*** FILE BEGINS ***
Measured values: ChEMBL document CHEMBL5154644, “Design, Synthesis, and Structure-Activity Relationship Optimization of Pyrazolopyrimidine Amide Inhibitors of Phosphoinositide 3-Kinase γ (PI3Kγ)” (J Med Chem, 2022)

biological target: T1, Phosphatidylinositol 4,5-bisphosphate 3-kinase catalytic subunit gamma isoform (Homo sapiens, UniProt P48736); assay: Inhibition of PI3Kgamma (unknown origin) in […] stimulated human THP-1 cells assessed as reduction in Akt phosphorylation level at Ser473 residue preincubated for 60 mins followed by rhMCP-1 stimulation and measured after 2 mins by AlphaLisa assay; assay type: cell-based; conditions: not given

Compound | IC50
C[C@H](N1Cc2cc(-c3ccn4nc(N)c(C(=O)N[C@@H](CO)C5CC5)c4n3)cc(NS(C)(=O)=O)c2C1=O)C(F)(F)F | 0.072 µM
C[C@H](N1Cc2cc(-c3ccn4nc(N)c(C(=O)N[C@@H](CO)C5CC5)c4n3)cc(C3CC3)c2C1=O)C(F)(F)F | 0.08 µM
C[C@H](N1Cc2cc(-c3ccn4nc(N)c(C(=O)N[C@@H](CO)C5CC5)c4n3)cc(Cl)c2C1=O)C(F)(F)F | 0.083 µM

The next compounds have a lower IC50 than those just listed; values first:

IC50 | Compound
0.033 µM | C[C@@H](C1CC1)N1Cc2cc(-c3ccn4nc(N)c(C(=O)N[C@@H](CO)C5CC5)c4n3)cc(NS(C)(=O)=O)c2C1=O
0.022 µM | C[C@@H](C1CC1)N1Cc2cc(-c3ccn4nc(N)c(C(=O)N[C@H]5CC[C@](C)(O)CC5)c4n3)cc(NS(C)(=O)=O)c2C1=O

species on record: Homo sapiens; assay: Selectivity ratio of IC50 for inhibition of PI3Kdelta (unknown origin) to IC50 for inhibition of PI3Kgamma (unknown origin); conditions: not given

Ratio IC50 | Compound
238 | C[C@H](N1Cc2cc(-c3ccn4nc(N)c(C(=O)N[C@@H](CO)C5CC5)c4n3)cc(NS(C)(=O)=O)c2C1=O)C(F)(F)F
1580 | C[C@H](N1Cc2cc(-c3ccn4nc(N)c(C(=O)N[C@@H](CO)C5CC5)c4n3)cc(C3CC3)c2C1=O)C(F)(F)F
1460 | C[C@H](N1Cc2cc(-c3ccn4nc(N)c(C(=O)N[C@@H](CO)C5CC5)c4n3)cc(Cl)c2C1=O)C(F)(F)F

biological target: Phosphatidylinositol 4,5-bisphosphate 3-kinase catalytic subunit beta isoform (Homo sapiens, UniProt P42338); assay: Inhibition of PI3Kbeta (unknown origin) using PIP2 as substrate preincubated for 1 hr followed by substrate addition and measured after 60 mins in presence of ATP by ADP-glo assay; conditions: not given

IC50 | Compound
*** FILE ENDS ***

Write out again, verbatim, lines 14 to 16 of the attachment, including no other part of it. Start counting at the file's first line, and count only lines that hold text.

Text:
1580 | C[C@H](N1Cc2cc(-c3ccn4nc(N)c(C(=O)N[C@@H](CO)C5CC5)c4n3)cc(C3CC3)c2C1=O)C(F)(F)F
1460 | C[C@H](N1Cc2cc(-c3ccn4nc(N)c(C(=O)N[C@@H](CO)C5CC5)c4n3)cc(Cl)c2C1=O)C(F)(F)F

biological target: Phosphatidylinositol 4,5-bisphosphate 3-kinase catalytic subunit beta isoform (Homo sapiens, UniProt P42338); assay: Inhibition of PI3Kbeta (unknown origin) using PIP2 as substrate preincubated for 1 hr followed by substrate addition and measured after 60 mins in presence of ATP by ADP-glo assay; conditions: not given